Water-related emotional distress is predominantly associated with the 'cost of water' and the 'size of household'.
|Title||Understanding water-related emotional distress for improving water services : a case study from an Ethiopian small town|
|Publication Type||Journal Article|
|Year of Publication||2018|
|Authors||Thomas, V, Godfrey, S|
|Secondary Title||Journal of water sanitation and hygiene for development|
|Keywords||emotional distress, mental health, socioeconomic characteristics, water supply charges|
This paper introduces the concept of emotional distress as a means of measuring the direct experience of inadequate access to drinking water in a small town in Ethiopia under the UNICEF-Government of Ethiopia urban ONEWASH plus programme. The paper explores a new perspective on the relationship between water technologies, water services, household socio-economic characteristics (as predictors) and mental health in its broad definition. Results indicate that water-related emotional distress is predominantly associated with the ‘cost of water’ and the ‘size of household’. Quantity of water, reliability of the preferred source and accessibility were not significant predictors to emotional distress. Whether the household accessed a pipe into a compound or another improved source was not a significant predictor either. The safely managed target in the Sustainability Development Goal (SDG) 6.1 focuses on the affordability, accessibility and safety of water but does not explore the relation between cost and water-related emotional distress. This evidence offers a complementary approach to the ‘affordability of water services’ as it looks beyond the mere financial implications of water costs.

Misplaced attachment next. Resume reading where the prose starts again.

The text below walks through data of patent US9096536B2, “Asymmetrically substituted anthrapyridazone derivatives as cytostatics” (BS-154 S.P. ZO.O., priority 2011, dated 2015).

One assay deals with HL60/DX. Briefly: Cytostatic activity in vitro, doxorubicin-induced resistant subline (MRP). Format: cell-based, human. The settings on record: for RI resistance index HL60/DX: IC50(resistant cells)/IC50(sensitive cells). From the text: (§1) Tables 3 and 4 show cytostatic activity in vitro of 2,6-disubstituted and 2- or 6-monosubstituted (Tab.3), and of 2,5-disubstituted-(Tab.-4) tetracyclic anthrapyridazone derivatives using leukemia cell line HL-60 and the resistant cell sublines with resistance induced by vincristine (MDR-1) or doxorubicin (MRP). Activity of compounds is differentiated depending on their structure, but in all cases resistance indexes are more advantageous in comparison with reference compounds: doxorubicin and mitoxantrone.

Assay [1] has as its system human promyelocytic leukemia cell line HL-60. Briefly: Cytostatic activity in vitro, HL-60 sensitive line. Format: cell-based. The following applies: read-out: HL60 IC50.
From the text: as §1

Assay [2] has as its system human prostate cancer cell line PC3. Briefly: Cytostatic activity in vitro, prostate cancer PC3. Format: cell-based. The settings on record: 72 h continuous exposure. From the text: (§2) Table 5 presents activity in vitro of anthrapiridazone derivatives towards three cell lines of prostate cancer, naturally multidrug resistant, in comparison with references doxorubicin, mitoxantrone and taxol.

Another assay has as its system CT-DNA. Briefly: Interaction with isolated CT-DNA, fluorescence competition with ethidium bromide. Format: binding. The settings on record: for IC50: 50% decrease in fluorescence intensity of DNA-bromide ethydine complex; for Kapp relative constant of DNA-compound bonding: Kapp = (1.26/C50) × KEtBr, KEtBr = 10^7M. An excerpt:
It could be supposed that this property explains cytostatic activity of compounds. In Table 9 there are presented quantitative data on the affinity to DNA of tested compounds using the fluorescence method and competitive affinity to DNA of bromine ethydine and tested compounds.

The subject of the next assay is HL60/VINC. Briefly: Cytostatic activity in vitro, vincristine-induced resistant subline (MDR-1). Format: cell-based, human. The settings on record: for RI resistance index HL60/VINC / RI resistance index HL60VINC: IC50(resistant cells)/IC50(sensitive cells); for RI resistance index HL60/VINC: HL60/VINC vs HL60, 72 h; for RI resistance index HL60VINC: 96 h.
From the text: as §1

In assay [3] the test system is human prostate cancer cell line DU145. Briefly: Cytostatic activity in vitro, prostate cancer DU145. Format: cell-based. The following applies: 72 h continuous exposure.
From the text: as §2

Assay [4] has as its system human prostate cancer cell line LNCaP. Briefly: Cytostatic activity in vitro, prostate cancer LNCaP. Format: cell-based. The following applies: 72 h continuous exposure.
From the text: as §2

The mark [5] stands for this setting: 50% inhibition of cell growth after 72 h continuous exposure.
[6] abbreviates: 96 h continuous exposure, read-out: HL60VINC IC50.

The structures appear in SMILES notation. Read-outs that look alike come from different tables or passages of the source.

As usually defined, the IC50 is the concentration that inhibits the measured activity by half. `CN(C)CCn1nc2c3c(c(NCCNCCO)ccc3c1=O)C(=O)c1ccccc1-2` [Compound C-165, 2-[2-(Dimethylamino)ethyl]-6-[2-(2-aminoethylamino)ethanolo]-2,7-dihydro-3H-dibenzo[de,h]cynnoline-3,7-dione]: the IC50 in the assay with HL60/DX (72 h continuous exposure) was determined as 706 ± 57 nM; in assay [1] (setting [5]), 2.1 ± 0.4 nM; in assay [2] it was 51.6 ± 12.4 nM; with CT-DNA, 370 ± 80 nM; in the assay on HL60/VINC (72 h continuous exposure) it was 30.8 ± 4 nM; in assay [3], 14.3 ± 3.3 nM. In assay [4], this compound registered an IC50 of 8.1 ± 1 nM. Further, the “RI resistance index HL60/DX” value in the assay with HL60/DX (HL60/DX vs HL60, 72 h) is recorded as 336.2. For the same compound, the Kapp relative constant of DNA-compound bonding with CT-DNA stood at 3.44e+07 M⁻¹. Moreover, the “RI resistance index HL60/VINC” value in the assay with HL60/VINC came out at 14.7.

|Short Title||J Water Sanit Hyg Dev|